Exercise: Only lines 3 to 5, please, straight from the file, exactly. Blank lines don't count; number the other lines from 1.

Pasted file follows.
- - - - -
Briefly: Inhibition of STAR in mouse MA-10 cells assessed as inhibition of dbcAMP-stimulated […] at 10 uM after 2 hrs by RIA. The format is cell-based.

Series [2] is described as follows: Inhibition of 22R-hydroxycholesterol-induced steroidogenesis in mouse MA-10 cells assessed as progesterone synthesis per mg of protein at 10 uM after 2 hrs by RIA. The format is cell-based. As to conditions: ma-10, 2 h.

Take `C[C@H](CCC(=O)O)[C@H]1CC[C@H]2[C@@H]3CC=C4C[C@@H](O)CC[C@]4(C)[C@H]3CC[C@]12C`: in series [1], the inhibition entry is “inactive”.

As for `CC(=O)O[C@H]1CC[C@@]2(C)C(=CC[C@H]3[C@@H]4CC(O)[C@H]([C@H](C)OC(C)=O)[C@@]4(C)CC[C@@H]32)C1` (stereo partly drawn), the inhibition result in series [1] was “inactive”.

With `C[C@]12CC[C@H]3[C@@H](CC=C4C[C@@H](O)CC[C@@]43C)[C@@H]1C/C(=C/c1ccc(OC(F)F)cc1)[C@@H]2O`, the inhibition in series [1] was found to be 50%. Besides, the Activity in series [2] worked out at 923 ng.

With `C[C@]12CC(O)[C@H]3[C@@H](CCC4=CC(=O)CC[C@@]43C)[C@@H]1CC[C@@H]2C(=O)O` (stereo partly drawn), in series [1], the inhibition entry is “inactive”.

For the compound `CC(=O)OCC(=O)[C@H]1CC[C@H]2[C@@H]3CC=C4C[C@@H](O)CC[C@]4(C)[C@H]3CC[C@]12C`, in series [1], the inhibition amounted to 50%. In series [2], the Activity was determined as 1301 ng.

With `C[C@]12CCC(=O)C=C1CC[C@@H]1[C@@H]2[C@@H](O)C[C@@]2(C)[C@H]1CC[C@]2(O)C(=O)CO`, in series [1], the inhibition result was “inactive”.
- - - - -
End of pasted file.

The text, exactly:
Take `C[C@H](CCC(=O)O)[C@H]1CC[C@H]2[C@@H]3CC=C4C[C@@H](O)CC[C@]4(C)[C@H]3CC[C@]12C`: in series [1], the inhibition entry is “inactive”.

As for `CC(=O)O[C@H]1CC[C@@]2(C)C(=CC[C@H]3[C@@H]4CC(O)[C@H]([C@H](C)OC(C)=O)[C@@]4(C)CC[C@@H]32)C1` (stereo partly drawn), the inhibition result in series [1] was “inactive”.

With `C[C@]12CC[C@H]3[C@@H](CC=C4C[C@@H](O)CC[C@@]43C)[C@@H]1C/C(=C/c1ccc(OC(F)F)cc1)[C@@H]2O`, the inhibition in series [1] was found to be 50%. Besides, the Activity in series [2] worked out at 923 ng.